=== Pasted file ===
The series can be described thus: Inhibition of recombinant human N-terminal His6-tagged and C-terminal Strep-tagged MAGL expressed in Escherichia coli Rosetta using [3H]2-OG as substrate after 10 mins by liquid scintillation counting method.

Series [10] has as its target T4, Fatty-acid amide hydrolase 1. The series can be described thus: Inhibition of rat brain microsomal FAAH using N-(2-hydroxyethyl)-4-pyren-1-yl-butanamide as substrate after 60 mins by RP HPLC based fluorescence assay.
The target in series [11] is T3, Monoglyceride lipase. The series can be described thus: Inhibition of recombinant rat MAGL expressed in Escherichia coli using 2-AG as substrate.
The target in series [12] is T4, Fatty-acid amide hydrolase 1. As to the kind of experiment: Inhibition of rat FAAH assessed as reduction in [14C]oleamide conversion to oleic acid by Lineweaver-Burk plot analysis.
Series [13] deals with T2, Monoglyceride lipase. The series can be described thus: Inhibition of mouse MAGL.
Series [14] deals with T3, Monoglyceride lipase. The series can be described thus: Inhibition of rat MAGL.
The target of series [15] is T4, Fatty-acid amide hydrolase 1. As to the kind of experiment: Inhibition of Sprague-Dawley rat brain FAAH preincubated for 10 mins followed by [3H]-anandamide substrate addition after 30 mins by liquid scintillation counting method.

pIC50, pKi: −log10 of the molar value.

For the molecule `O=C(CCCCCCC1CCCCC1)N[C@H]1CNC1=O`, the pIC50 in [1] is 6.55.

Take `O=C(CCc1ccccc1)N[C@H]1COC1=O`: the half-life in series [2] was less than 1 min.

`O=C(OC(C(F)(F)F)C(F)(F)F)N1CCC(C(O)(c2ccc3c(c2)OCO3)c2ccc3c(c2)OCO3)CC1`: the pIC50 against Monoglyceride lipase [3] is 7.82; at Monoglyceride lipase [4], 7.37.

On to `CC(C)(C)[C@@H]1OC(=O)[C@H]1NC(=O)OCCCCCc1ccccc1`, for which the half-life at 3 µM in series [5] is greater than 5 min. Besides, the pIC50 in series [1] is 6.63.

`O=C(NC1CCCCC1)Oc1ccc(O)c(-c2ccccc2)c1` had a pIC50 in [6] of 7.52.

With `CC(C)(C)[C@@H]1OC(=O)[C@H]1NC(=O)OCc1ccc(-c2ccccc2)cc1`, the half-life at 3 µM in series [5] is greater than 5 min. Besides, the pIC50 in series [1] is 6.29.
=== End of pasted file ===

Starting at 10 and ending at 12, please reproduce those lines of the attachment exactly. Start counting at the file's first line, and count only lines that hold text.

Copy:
Take `O=C(CCc1ccccc1)N[C@H]1COC1=O`: the half-life in series [2] was less than 1 min.

`O=C(OC(C(F)(F)F)C(F)(F)F)N1CCC(C(O)(c2ccc3c(c2)OCO3)c2ccc3c(c2)OCO3)CC1`: the pIC50 against Monoglyceride lipase [3] is 7.82; at Monoglyceride lipase [4], 7.37.

On to `CC(C)(C)[C@@H]1OC(=O)[C@H]1NC(=O)OCCCCCc1ccccc1`, for which the half-life at 3 µM in series [5] is greater than 5 min. Besides, the pIC50 in series [1] is 6.63.